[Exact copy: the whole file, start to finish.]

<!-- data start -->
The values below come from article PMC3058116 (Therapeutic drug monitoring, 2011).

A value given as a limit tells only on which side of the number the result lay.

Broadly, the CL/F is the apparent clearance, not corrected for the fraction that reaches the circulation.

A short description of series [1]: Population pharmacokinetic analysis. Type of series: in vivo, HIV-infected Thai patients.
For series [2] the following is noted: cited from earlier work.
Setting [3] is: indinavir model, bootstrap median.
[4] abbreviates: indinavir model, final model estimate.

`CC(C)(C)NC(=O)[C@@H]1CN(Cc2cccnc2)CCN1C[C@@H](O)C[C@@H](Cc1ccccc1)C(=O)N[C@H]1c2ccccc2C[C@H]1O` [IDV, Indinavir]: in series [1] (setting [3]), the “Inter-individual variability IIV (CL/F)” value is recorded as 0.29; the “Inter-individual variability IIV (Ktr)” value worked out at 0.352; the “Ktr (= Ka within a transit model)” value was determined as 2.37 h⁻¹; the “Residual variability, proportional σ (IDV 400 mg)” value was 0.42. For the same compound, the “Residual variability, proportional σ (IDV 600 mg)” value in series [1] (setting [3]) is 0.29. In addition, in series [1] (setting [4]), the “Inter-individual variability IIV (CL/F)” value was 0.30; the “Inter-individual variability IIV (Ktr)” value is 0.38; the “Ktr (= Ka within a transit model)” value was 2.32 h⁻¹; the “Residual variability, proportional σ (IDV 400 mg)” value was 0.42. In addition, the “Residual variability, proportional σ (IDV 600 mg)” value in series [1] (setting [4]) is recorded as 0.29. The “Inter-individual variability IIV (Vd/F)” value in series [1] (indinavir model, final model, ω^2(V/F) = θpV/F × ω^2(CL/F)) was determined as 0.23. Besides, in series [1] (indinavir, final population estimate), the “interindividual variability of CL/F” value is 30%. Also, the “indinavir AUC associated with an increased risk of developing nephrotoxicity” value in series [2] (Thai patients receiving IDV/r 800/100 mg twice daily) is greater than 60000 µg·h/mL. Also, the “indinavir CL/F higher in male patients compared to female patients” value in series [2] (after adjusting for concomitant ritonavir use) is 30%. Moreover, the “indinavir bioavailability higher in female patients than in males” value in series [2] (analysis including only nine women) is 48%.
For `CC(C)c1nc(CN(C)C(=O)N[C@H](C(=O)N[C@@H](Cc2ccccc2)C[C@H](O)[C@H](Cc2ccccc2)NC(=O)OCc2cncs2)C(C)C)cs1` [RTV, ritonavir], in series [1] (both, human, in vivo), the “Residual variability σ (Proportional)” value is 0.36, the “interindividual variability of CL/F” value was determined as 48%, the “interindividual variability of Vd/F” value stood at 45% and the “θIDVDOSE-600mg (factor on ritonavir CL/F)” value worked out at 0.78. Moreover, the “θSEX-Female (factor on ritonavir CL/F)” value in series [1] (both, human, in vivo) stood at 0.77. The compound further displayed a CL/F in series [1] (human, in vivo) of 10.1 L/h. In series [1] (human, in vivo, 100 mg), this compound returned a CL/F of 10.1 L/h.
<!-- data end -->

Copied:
The values below come from article PMC3058116 (Therapeutic drug monitoring, 2011).

A value given as a limit tells only on which side of the number the result lay.

Broadly, the CL/F is the apparent clearance, not corrected for the fraction that reaches the circulation.

A short description of series [1]: Population pharmacokinetic analysis. Type of series: in vivo, HIV-infected Thai patients.
For series [2] the following is noted: cited from earlier work.
Setting [3] is: indinavir model, bootstrap median.
[4] abbreviates: indinavir model, final model estimate.

`CC(C)(C)NC(=O)[C@@H]1CN(Cc2cccnc2)CCN1C[C@@H](O)C[C@@H](Cc1ccccc1)C(=O)N[C@H]1c2ccccc2C[C@H]1O` [IDV, Indinavir]: in series [1] (setting [3]), the “Inter-individual variability IIV (CL/F)” value is recorded as 0.29; the “Inter-individual variability IIV (Ktr)” value worked out at 0.352; the “Ktr (= Ka within a transit model)” value was determined as 2.37 h⁻¹; the “Residual variability, proportional σ (IDV 400 mg)” value was 0.42. For the same compound, the “Residual variability, proportional σ (IDV 600 mg)” value in series [1] (setting [3]) is 0.29. In addition, in series [1] (setting [4]), the “Inter-individual variability IIV (CL/F)” value was 0.30; the “Inter-individual variability IIV (Ktr)” value is 0.38; the “Ktr (= Ka within a transit model)” value was 2.32 h⁻¹; the “Residual variability, proportional σ (IDV 400 mg)” value was 0.42. In addition, the “Residual variability, proportional σ (IDV 600 mg)” value in series [1] (setting [4]) is recorded as 0.29. The “Inter-individual variability IIV (Vd/F)” value in series [1] (indinavir model, final model, ω^2(V/F) = θpV/F × ω^2(CL/F)) was determined as 0.23. Besides, in series [1] (indinavir, final population estimate), the “interindividual variability of CL/F” value is 30%. Also, the “indinavir AUC associated with an increased risk of developing nephrotoxicity” value in series [2] (Thai patients receiving IDV/r 800/100 mg twice daily) is greater than 60000 µg·h/mL. Also, the “indinavir CL/F higher in male patients compared to female patients” value in series [2] (after adjusting for concomitant ritonavir use) is 30%. Moreover, the “indinavir bioavailability higher in female patients than in males” value in series [2] (analysis including only nine women) is 48%.
For `CC(C)c1nc(CN(C)C(=O)N[C@H](C(=O)N[C@@H](Cc2ccccc2)C[C@H](O)[C@H](Cc2ccccc2)NC(=O)OCc2cncs2)C(C)C)cs1` [RTV, ritonavir], in series [1] (both, human, in vivo), the “Residual variability σ (Proportional)” value is 0.36, the “interindividual variability of CL/F” value was determined as 48%, the “interindividual variability of Vd/F” value stood at 45% and the “θIDVDOSE-600mg (factor on ritonavir CL/F)” value worked out at 0.78. Moreover, the “θSEX-Female (factor on ritonavir CL/F)” value in series [1] (both, human, in vivo) stood at 0.77. The compound further displayed a CL/F in series [1] (human, in vivo) of 10.1 L/h. In series [1] (human, in vivo, 100 mg), this compound returned a CL/F of 10.1 L/h.